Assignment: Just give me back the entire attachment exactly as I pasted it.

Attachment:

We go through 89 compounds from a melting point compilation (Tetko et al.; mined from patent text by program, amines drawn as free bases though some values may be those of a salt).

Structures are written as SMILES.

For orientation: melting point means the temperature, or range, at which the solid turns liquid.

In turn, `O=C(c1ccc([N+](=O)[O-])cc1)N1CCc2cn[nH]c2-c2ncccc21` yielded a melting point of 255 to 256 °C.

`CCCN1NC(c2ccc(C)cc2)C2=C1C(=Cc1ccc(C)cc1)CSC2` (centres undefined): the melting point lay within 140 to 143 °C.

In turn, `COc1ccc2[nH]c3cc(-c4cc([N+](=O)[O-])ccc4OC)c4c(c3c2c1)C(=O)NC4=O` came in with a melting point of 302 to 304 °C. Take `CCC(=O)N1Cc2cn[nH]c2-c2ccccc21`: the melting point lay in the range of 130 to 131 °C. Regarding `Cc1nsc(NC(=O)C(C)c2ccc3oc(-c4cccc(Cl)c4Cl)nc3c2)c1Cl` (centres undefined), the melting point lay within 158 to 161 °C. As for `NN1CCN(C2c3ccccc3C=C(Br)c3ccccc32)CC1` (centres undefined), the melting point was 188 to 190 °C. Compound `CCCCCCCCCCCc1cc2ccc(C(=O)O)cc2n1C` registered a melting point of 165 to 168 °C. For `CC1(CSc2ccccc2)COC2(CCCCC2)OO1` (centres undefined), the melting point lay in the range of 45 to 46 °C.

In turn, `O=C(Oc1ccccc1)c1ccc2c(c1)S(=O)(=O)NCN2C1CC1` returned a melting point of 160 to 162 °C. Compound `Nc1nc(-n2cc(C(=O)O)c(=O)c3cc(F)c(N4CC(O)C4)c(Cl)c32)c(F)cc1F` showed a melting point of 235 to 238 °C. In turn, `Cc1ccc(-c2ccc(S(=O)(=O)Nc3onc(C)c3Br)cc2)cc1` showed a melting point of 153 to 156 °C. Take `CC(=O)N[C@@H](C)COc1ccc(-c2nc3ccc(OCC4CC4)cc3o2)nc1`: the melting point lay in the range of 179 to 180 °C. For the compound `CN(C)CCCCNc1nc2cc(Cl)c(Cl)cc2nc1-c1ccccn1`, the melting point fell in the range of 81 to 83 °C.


We go through 89 compounds from a melting point compilation (Tetko et al.; mined from patent text by program, amines drawn as free bases though some values may be those of a salt).

Structures are written as SMILES.

For orientation: melting point means the temperature, or range, at which the solid turns liquid.

In turn, `O=C(c1ccc([N+](=O)[O-])cc1)N1CCc2cn[nH]c2-c2ncccc21` yielded a melting point of 255 to 256 °C.

`CCCN1NC(c2ccc(C)cc2)C2=C1C(=Cc1ccc(C)cc1)CSC2` (centres undefined): the melting point lay within 140 to 143 °C.

In turn, `COc1ccc2[nH]c3cc(-c4cc([N+](=O)[O-])ccc4OC)c4c(c3c2c1)C(=O)NC4=O` came in with a melting point of 302 to 304 °C. Take `CCC(=O)N1Cc2cn[nH]c2-c2ccccc21`: the melting point lay in the range of 130 to 131 °C. Regarding `Cc1nsc(NC(=O)C(C)c2ccc3oc(-c4cccc(Cl)c4Cl)nc3c2)c1Cl` (centres undefined), the melting point lay within 158 to 161 °C. As for `NN1CCN(C2c3ccccc3C=C(Br)c3ccccc32)CC1` (centres undefined), the melting point was 188 to 190 °C. Compound `CCCCCCCCCCCc1cc2ccc(C(=O)O)cc2n1C` registered a melting point of 165 to 168 °C. For `CC1(CSc2ccccc2)COC2(CCCCC2)OO1` (centres undefined), the melting point lay in the range of 45 to 46 °C.

In turn, `O=C(Oc1ccccc1)c1ccc2c(c1)S(=O)(=O)NCN2C1CC1` returned a melting point of 160 to 162 °C. Compound `Nc1nc(-n2cc(C(=O)O)c(=O)c3cc(F)c(N4CC(O)C4)c(Cl)c32)c(F)cc1F` showed a melting point of 235 to 238 °C. In turn, `Cc1ccc(-c2ccc(S(=O)(=O)Nc3onc(C)c3Br)cc2)cc1` showed a melting point of 153 to 156 °C. Take `CC(=O)N[C@@H](C)COc1ccc(-c2nc3ccc(OCC4CC4)cc3o2)nc1`: the melting point lay in the range of 179 to 180 °C. For the compound `CN(C)CCCCNc1nc2cc(Cl)c(Cl)cc2nc1-c1ccccn1`, the melting point fell in the range of 81 to 83 °C.